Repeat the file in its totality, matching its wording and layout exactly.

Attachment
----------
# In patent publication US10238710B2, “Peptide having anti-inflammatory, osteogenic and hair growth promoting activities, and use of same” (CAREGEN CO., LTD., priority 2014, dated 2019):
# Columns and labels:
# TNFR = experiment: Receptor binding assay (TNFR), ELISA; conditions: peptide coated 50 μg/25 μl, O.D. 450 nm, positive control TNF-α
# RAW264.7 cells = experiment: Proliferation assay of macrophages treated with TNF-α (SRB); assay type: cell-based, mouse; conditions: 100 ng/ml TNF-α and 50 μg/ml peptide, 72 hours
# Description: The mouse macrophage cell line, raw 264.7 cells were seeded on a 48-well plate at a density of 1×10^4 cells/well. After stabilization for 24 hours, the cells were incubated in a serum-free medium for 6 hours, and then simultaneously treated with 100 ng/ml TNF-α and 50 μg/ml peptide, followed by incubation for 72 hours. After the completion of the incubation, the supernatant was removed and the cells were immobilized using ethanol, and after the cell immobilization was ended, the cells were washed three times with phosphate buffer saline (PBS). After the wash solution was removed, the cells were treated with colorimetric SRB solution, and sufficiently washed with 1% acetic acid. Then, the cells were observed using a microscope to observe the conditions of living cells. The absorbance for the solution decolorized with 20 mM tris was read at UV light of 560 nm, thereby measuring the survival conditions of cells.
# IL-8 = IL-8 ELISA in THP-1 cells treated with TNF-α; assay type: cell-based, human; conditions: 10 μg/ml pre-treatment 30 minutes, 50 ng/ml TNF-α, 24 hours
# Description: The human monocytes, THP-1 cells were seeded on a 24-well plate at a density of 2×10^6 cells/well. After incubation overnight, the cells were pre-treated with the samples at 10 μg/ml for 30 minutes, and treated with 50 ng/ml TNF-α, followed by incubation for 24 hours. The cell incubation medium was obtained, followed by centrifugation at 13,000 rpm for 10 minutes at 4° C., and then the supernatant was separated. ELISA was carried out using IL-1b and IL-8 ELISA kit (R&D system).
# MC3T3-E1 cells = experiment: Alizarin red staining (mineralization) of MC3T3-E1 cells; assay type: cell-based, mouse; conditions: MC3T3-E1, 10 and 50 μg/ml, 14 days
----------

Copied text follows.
# In patent publication US10238710B2, “Peptide having anti-inflammatory, osteogenic and hair growth promoting activities, and use of same” (CAREGEN CO., LTD., priority 2014, dated 2019):
# Columns and labels:
# TNFR = experiment: Receptor binding assay (TNFR), ELISA; conditions: peptide coated 50 μg/25 μl, O.D. 450 nm, positive control TNF-α
# RAW264.7 cells = experiment: Proliferation assay of macrophages treated with TNF-α (SRB); assay type: cell-based, mouse; conditions: 100 ng/ml TNF-α and 50 μg/ml peptide, 72 hours
# Description: The mouse macrophage cell line, raw 264.7 cells were seeded on a 48-well plate at a density of 1×10^4 cells/well. After stabilization for 24 hours, the cells were incubated in a serum-free medium for 6 hours, and then simultaneously treated with 100 ng/ml TNF-α and 50 μg/ml peptide, followed by incubation for 72 hours. After the completion of the incubation, the supernatant was removed and the cells were immobilized using ethanol, and after the cell immobilization was ended, the cells were washed three times with phosphate buffer saline (PBS). After the wash solution was removed, the cells were treated with colorimetric SRB solution, and sufficiently washed with 1% acetic acid. Then, the cells were observed using a microscope to observe the conditions of living cells. The absorbance for the solution decolorized with 20 mM tris was read at UV light of 560 nm, thereby measuring the survival conditions of cells.
# IL-8 = IL-8 ELISA in THP-1 cells treated with TNF-α; assay type: cell-based, human; conditions: 10 μg/ml pre-treatment 30 minutes, 50 ng/ml TNF-α, 24 hours
# Description: The human monocytes, THP-1 cells were seeded on a 24-well plate at a density of 2×10^6 cells/well. After incubation overnight, the cells were pre-treated with the samples at 10 μg/ml for 30 minutes, and treated with 50 ng/ml TNF-α, followed by incubation for 24 hours. The cell incubation medium was obtained, followed by centrifugation at 13,000 rpm for 10 minutes at 4° C., and then the supernatant was separated. ELISA was carried out using IL-1b and IL-8 ELISA kit (R&D system).
# MC3T3-E1 cells = experiment: Alizarin red staining (mineralization) of MC3T3-E1 cells; assay type: cell-based, mouse; conditions: MC3T3-E1, 10 and 50 μg/ml, 14 days